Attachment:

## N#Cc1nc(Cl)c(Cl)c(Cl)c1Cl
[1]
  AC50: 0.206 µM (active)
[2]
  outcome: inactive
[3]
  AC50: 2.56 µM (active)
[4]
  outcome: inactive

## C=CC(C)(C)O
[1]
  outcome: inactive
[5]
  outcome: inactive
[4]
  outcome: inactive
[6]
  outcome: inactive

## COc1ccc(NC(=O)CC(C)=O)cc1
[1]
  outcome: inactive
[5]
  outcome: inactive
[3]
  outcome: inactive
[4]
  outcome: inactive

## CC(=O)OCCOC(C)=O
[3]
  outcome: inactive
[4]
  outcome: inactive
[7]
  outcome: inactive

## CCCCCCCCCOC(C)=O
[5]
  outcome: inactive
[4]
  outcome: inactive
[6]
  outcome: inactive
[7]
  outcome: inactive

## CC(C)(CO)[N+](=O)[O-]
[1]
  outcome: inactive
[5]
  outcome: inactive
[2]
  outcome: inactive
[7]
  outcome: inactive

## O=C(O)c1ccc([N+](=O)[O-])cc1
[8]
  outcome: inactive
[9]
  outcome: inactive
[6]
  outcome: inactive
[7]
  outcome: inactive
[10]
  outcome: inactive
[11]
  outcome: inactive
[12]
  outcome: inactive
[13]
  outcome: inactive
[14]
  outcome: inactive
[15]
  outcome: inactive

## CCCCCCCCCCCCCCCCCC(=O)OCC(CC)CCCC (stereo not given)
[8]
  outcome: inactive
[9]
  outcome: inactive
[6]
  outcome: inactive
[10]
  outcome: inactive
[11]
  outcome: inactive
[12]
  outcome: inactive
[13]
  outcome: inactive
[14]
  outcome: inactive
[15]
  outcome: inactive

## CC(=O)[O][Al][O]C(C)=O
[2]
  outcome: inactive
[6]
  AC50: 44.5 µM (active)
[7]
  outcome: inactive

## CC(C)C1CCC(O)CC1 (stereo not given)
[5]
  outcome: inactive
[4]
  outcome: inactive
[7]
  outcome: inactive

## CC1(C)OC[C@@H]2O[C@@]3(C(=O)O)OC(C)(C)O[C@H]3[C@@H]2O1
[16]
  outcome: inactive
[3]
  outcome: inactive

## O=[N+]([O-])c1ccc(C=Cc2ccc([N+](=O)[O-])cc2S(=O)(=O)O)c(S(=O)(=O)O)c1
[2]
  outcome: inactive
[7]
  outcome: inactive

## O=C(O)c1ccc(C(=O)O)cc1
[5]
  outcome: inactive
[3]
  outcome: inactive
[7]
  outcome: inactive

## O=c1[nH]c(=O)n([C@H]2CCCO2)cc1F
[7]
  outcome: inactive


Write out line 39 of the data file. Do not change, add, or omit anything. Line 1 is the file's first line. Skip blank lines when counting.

  outcome: inactive